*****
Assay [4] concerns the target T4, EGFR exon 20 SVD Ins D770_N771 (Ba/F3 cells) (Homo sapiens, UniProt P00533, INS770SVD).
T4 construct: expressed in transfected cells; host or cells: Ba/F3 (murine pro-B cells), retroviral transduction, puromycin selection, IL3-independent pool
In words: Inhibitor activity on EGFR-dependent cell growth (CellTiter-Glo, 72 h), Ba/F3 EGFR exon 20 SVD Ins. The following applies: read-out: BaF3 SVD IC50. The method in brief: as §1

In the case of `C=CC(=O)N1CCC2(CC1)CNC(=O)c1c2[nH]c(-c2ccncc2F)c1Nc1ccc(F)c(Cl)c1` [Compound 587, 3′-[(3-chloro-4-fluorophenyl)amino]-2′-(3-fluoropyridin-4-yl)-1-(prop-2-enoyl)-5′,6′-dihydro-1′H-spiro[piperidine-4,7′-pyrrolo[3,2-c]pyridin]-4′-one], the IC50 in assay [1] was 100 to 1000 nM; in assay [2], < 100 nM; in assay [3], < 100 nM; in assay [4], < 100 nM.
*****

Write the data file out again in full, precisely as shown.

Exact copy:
Assay [4] concerns the target T4, EGFR exon 20 SVD Ins D770_N771 (Ba/F3 cells) (Homo sapiens, UniProt P00533, INS770SVD).
T4 construct: expressed in transfected cells; host or cells: Ba/F3 (murine pro-B cells), retroviral transduction, puromycin selection, IL3-independent pool
In words: Inhibitor activity on EGFR-dependent cell growth (CellTiter-Glo, 72 h), Ba/F3 EGFR exon 20 SVD Ins. The following applies: read-out: BaF3 SVD IC50. The method in brief: as §1

In the case of `C=CC(=O)N1CCC2(CC1)CNC(=O)c1c2[nH]c(-c2ccncc2F)c1Nc1ccc(F)c(Cl)c1` [Compound 587, 3′-[(3-chloro-4-fluorophenyl)amino]-2′-(3-fluoropyridin-4-yl)-1-(prop-2-enoyl)-5′,6′-dihydro-1′H-spiro[piperidine-4,7′-pyrrolo[3,2-c]pyridin]-4′-one], the IC50 in assay [1] was 100 to 1000 nM; in assay [2], < 100 nM; in assay [3], < 100 nM; in assay [4], < 100 nM.